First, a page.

Things to do In Medellin Colombia
Medellin is one of the most popular cities in the Antioquia region of Colombia and that’s for a good reason! You can easily spend 3 days in Medellin without getting bored for a second and we recommend staying longer, much longer. In this article, we’ll answer most questions you might have about the city of everlasting spring. The best place to stay in Medellin and the different neighborhoods in Medellin. Is Medellin safe to travel to and is it safe for going to nightclubs or even stay for a longer period of time? What are the best things to do in Medellin? We’ll start by explaining how to get to the city and how to get around once you’re there! Keep reading this travel guide to Medellin to make your trip to this city the best it can be!
Travel to Medellin by bus
Getting to Medellin is pretty easy. You can either travel to Medellin by bus or by plane and both options are very straightforward. Medellin has two bus terminals, one in the North of town and one in the South of town. Depending on your destination, you need to choose your terminal accordingly. For destinations north of Medellin, you need to use the North Terminal and for destinations in the south, use the South terminal. Taking the Medellin Bogota bus must happen in the South terminal and the Bogota Medellin bus will also arrive in the same southern terminal since Bogota is located on the south of Medellin. Redbus is a popular bus service in Colombia where you can book your tickets in advance, but you can also buy them in the terminal right before you leave.
Travel to Medellin by plane
Medellin has an international airport close by, the Jose Maria Cordoba airport. We only used the airport for a national flight to Cartagena, but international flights fly to this airport as well. Transportation from Medellin Airport to the city can be done in different ways, but the most budget-friendly transportation is probably the airport bus. It will take you from Medellin Airport to the city center for around 9000 COP (2,5€ more or less). The airport bus will drop you at the Nutibara Hotel at Parque Berrio, which is smack in the city center. But of course, you can also rent a car or get a taxi to take you from Medellin Airport to the city!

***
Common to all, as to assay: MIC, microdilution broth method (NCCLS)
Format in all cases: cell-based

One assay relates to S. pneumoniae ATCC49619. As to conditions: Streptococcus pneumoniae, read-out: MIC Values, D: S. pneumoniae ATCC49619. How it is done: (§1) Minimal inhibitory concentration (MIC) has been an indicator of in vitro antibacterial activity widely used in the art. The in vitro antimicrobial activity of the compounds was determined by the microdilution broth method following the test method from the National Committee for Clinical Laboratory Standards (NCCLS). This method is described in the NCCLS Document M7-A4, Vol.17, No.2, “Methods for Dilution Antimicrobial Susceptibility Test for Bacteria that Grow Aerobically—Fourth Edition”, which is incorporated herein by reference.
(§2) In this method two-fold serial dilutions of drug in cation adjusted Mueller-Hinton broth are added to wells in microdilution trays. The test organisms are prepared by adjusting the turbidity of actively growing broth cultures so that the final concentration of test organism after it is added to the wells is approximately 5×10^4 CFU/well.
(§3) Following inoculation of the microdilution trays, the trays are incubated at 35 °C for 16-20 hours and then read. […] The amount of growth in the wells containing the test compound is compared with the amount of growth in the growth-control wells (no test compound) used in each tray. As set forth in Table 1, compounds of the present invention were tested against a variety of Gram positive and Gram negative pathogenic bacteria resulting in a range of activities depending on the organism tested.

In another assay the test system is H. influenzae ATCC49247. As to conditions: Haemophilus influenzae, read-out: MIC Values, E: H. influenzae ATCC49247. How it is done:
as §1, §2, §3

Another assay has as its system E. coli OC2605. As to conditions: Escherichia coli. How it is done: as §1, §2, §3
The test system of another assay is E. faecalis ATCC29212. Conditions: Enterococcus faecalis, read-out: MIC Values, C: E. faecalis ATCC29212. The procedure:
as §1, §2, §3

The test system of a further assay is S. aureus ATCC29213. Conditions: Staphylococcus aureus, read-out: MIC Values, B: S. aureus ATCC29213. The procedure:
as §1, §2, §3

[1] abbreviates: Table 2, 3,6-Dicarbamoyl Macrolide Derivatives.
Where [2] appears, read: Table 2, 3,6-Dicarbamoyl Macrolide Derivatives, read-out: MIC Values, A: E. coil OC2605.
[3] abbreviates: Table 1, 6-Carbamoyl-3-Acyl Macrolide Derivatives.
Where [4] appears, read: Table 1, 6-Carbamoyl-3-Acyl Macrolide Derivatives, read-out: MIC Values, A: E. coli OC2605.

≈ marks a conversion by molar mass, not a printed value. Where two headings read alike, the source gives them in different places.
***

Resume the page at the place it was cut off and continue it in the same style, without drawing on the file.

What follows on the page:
Getting around in Medellin City
Medellin is a big city, which doesn’t mean you can’t just walk around, but you’ll soon notice the metro comes in handy. It’s also possible to get a taxi or a collectivo, but we loved the metro system so much, that we never even thought about a taxi. Generally, we got around by walking and the Medellin metro system. Though it’s so easy to travel quickly through the city, Medellin is also a great place to just walk around and discover. The entire city center is well maintained and has a lot to offer for city trippers as well as park dwellers.
The Medellin metro system has been called one of the top transport systems in the world. Each year, more than 160 million people use this system. It’s been around for a long time and you can use older metro lines as well as modern lines. Medellin has 5 lines and dozens of stations all around the city. The L line runs all the way to the top of the hill where you can visit the library and look out over the entire city. From there you can board a cable car system that takes you to Parque Arvi (see below). The metro is operational from 4.30 AM until 11 PM. Check their website to see schedules and maps. Here’s a map of the entire system.
Tips on using the Medellin metro system
You can get a rechargeable card if you plan on staying a few days. The card itself is free and you can check your balance or top it up when needed. The price per trip is very cheap with a rechargeable card. Buying a single journey ticket each time you board a metro, will be up to 15% more expensive. You’ll also lose precious time waiting in line to buy a ticket. With the prepaid card, you can walk almost straight to the platform. The card is called “Targeta Civica” and we used one card for the both of us.